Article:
Given the challenges of harvesting, stockpiling, maintaining, and reusing the topsoil at many construction or mining sites, importing topsoil and or compost has become more common. The variety in quality and performance is as significant as the number of sources. The organic matter can be quite different among approved source suppliers of topsoil. Many times, the supplied topsoil is a blended product where harvested soil is mixed with sand improving drainage yet sacrificing water holding capacity and organic matter. Compost is a varied as the parent material used in the composting process. Typically providing a much higher amount organic matter, ideally compost should be incorporated into the parent material at the site however this added cost and the time it requires will usually result in a blanket or layer of compost applied at various depths. Consider where the results of this practice exist in nature and why the decision to incorporate the compost into the site soil is often made for monetary reasons above best practices. Weather spreading harvested and or, manufactured topsoil, or even compost other site challenges often will lead project designers and managers into less than ideal choices. Steep and remote locations can make the efficient and productive placement impossible. Equipment may not physically be able to get to difficult to reach site locations. Where options are available like tele-conveyers for remote soil placement the mobilization, erection, and equipment removal expenses in addition to the imported materials will quickly drive the costs of restoration to a level that project teams will be forced to question the expense. When imported soils or compost are placed on steep slopes there is always the risk of sloughing. As the organic matter retains moisture and the weight increases gravity may overcome the surface friction and result in the slippage of the layer, even after the desired vegetation has expressed. Compacted material, especially silty parent material, below the topsoil or compost layer will only increase the risk of surface movement during periods of saturation as the silty compacted material becomes slippery when the water soaks through the installed blanket layer of topsoil or compost.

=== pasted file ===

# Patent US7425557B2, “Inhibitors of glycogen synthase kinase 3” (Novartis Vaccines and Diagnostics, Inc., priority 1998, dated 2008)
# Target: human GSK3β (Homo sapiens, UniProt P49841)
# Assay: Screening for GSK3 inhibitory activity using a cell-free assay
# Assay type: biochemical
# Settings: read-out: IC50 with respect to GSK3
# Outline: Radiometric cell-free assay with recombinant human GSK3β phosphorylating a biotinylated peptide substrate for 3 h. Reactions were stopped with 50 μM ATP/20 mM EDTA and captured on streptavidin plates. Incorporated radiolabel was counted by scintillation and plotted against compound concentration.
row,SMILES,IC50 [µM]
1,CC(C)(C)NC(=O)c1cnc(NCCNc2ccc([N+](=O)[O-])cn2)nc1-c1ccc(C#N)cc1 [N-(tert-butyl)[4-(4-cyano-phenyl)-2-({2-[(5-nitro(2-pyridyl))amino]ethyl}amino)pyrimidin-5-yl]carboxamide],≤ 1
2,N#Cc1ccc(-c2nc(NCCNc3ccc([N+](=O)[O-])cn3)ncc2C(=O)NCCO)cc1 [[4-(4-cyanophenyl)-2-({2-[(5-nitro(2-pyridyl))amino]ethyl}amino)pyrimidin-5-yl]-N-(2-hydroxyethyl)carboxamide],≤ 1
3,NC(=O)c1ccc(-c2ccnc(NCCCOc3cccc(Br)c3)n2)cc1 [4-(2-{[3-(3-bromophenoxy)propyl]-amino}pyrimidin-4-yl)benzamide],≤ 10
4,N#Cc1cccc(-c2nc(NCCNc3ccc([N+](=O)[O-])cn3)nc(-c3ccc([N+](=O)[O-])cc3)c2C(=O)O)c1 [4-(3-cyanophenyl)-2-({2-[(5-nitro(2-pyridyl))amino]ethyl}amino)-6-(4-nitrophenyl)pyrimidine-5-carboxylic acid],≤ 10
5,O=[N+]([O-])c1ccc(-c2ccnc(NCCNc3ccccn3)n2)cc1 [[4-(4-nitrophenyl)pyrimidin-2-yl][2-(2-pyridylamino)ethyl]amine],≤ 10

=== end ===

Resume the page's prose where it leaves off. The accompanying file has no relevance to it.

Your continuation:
When faced with all the potential problems of revegetation site managers and designers must work together to achieve the best outcomes. Often the site conditions and soil quality in areas where vegetation is desired are not completely known during the design phase. A second look at the site conditions during and after grading activities may reveal conditions that are very different from the assumptions that were made during the planning and design phase. With all the potential challenges facing revegetation the weather may be the biggest one of all. For seeds to germinate express and establish moisture will be necessary. Frequently restoration efforts are not timed to coincide with the optimum climate conditions but are simply initiated around production schedules. This lack of consideration to the timing of seeding for optimum moisture often can result in failed vegetation, plants that germinate and or express and then dry out and die. Weeds will also fare better and inadvertently many fertilizer specifications encourage weeds with increased nitrogen levels above what the desired native species require. With a high percentage of rapidly available nutrients many fertilizers have been consumed by weeds or even volatized before the typically slow germinating native species have begun to express. This common pitfall can be avoided with the information from a simple soil test and a comparison of the nutrients necessary for the desired plant species.